Hello, and welcome to the blog series in which I answer your questions about fundraising! I’ll select interesting or frequent or thought-provoking questions each month and write my answers to them in this forum.
Do you have a question to ask me? Email me, Andrea Kihlstedt, at firstname.lastname@example.org for your chance to be featured in the column!
Now, let’s get to this month's important question from Ann Elise.
Dear Ann Elise,
Congratulations on your new job!
Your question has made me think about how I’ve learned the most during my career. And while I encourage you to read a lot (see below for my list of suggested reading), I’ve got two other important suggestions for you.
Find expert mentors
Without question, Ann Elise, I’ve learned the most about fundraising from people who knew lots more than I did. I met some very experienced people in the field and I found ways to learn from them.
- I asked them lots of questions.
- I offered to help them with their projects.
- I watched what they did and asked them to explain it to me when I didn’t understand.
Their lessons stay with me to this day. No reading would have taught me what I learned from my mentors.
I suggest that you find people who are very experienced in the field and ask them to be your mentors. But be sure you find a way to help them too. Offer to assist their workshops or perhaps you can help them with social while they help you learn fundraising basics.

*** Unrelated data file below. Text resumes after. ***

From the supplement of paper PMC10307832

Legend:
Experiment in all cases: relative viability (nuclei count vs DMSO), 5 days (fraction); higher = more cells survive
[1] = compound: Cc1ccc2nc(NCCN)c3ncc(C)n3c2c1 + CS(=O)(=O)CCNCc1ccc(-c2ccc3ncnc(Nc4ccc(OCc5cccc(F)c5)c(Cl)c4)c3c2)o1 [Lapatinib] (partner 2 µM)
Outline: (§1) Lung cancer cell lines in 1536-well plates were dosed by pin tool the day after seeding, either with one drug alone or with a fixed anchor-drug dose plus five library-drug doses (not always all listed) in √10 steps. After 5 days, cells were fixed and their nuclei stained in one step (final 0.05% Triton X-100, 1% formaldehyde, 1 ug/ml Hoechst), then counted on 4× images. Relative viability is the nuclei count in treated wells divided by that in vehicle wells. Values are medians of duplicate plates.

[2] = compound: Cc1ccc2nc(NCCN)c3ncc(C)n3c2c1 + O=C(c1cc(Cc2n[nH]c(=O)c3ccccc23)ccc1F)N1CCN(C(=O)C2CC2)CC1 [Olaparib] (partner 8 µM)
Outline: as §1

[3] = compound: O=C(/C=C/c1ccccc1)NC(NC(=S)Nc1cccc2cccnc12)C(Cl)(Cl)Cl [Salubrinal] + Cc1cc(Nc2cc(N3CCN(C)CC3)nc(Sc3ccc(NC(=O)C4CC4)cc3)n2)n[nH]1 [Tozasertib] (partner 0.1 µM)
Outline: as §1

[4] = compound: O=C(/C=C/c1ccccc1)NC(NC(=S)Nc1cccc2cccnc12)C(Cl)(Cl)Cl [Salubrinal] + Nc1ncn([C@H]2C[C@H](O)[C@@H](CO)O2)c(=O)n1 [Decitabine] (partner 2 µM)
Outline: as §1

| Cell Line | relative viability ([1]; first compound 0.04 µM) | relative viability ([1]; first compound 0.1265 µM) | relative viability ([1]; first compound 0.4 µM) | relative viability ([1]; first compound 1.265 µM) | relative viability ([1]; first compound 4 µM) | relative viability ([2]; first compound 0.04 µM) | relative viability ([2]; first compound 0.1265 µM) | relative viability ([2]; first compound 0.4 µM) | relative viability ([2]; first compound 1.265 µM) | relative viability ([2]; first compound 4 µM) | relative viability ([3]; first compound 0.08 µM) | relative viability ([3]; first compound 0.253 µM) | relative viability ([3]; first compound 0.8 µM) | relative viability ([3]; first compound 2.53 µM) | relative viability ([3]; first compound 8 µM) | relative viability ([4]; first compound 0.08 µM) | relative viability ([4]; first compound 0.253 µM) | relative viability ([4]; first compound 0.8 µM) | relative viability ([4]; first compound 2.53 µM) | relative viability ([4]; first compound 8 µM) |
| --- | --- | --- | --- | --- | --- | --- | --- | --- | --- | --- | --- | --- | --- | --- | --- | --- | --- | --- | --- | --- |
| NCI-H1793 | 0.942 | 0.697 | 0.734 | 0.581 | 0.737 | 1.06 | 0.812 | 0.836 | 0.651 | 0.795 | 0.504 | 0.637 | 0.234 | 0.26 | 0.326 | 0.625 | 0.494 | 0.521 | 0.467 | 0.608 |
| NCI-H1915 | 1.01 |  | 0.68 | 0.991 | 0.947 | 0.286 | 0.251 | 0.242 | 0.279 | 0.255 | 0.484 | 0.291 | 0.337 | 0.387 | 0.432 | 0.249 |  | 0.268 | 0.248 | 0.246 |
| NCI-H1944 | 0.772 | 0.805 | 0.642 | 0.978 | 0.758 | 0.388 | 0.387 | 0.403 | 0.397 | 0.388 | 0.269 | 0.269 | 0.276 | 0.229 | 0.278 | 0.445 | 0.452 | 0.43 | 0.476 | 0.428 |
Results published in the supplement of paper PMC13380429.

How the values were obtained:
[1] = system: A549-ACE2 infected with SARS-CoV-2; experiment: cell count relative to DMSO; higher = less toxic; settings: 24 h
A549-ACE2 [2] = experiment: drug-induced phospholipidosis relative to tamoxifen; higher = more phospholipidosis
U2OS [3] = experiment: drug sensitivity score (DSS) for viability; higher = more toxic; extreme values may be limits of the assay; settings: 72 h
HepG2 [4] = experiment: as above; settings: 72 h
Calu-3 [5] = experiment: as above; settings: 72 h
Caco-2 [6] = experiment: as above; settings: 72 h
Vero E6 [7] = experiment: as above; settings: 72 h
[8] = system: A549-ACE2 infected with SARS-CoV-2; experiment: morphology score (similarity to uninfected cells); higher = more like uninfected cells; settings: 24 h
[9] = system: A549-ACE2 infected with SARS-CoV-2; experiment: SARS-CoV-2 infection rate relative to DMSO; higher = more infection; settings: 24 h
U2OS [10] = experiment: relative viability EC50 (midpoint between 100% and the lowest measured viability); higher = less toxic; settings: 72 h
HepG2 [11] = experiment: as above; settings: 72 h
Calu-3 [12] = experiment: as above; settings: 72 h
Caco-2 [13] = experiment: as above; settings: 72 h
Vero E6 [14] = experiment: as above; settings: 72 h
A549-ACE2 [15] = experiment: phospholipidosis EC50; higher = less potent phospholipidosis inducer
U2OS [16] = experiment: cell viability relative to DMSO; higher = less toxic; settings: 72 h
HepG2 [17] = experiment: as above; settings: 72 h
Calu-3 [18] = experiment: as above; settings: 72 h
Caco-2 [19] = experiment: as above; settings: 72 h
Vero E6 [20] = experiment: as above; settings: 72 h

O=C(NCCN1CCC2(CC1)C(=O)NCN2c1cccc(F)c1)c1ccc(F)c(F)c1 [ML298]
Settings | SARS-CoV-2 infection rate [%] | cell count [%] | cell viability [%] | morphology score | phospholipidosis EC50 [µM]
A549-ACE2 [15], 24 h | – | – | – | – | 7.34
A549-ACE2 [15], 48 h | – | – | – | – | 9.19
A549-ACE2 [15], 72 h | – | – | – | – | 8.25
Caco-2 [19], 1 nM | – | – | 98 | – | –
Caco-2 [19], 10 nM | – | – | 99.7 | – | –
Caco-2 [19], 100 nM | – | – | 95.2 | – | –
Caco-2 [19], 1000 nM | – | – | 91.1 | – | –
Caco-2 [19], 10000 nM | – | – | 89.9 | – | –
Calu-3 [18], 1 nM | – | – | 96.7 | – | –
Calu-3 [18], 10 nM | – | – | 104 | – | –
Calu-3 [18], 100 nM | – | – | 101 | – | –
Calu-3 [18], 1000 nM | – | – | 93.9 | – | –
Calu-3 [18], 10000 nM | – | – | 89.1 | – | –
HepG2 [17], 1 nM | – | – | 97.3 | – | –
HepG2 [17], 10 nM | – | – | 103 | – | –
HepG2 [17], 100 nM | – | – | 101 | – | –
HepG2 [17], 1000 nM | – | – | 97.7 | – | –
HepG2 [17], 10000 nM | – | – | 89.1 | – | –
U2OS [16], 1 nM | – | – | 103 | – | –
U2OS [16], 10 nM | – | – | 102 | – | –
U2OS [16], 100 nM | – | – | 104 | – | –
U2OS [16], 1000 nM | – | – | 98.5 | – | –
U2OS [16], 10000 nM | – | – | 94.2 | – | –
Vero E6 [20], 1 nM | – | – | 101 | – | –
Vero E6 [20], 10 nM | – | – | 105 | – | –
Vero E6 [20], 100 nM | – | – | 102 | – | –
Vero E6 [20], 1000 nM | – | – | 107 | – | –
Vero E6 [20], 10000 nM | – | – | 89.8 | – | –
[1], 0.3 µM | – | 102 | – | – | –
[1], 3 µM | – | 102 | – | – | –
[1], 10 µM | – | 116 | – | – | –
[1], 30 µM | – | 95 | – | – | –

You'll learn a huge amount from that contact. Just be a sponge.
Become a major donor... really!
Okay, do you think that’s ridiculous? That you could never be a “major donor?” Well, you can! The trick is to choose an organization small enough so that the most significant gift you can make would be a really big gift. Then, watch carefully how you are treated and pay close attention to how you would like to be treated.
When you use the experience of being a “major” donor to learn about your own feelings and reactions, you’ll learn more about what’s important in this business than you could ever have imagined.
Finally, keep reading, Ann Elise. But don’t bury your nose only in fundraising. Read broadly. The more creative and curious and informed you are, the more successful you will be.
Read blogs and biographies and novels and poetry. Let yourself explore new ideas and you will do well at your job and in life, because curiosity fuels the generous spirit. And that’s what fundraising is all about.
Thanks for your thought-provoking question, Ann Elise.
With warm wishes,
P.S. Here is a short list of my favorite resources these days.
Other Things Worth Paying Attention To
I watch a TED talk every day!
What fundraising questions do you have?
Send your questions to Andrea at email@example.com.
Andrea Kihlstedt loves to help people solve their fundraising problems. She has provided advice and friendly encouragement to lots of people over her 30+ years in the fundraising business. She’s also written four books on fundraising. Andrea lives in New York City with her husband and her old cat, Hairy Potter. You can find her at Capital Campaign Magic.